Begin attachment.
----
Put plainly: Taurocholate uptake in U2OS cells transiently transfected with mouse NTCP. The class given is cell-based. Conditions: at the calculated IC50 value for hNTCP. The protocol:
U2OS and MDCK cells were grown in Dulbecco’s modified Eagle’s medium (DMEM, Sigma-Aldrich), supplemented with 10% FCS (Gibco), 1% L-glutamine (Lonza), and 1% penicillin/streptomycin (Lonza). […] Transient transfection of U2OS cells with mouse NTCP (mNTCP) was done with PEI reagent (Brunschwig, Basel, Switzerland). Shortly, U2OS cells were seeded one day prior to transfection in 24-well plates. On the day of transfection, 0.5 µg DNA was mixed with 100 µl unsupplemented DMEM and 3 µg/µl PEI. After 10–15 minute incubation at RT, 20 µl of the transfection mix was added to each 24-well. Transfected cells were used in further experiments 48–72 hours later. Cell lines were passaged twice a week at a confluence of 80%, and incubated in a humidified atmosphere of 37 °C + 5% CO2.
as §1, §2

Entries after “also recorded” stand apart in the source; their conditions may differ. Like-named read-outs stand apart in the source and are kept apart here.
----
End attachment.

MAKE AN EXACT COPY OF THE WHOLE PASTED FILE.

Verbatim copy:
Put plainly: Taurocholate uptake in U2OS cells transiently transfected with mouse NTCP. The class given is cell-based. Conditions: at the calculated IC50 value for hNTCP. The protocol:
U2OS and MDCK cells were grown in Dulbecco’s modified Eagle’s medium (DMEM, Sigma-Aldrich), supplemented with 10% FCS (Gibco), 1% L-glutamine (Lonza), and 1% penicillin/streptomycin (Lonza). […] Transient transfection of U2OS cells with mouse NTCP (mNTCP) was done with PEI reagent (Brunschwig, Basel, Switzerland). Shortly, U2OS cells were seeded one day prior to transfection in 24-well plates. On the day of transfection, 0.5 µg DNA was mixed with 100 µl unsupplemented DMEM and 3 µg/µl PEI. After 10–15 minute incubation at RT, 20 µl of the transfection mix was added to each 24-well. Transfected cells were used in further experiments 48–72 hours later. Cell lines were passaged twice a week at a confluence of 80%, and incubated in a humidified atmosphere of 37 °C + 5% CO2.
as §1, §2

Entries after “also recorded” stand apart in the source; their conditions may differ. Like-named read-outs stand apart in the source and are kept apart here.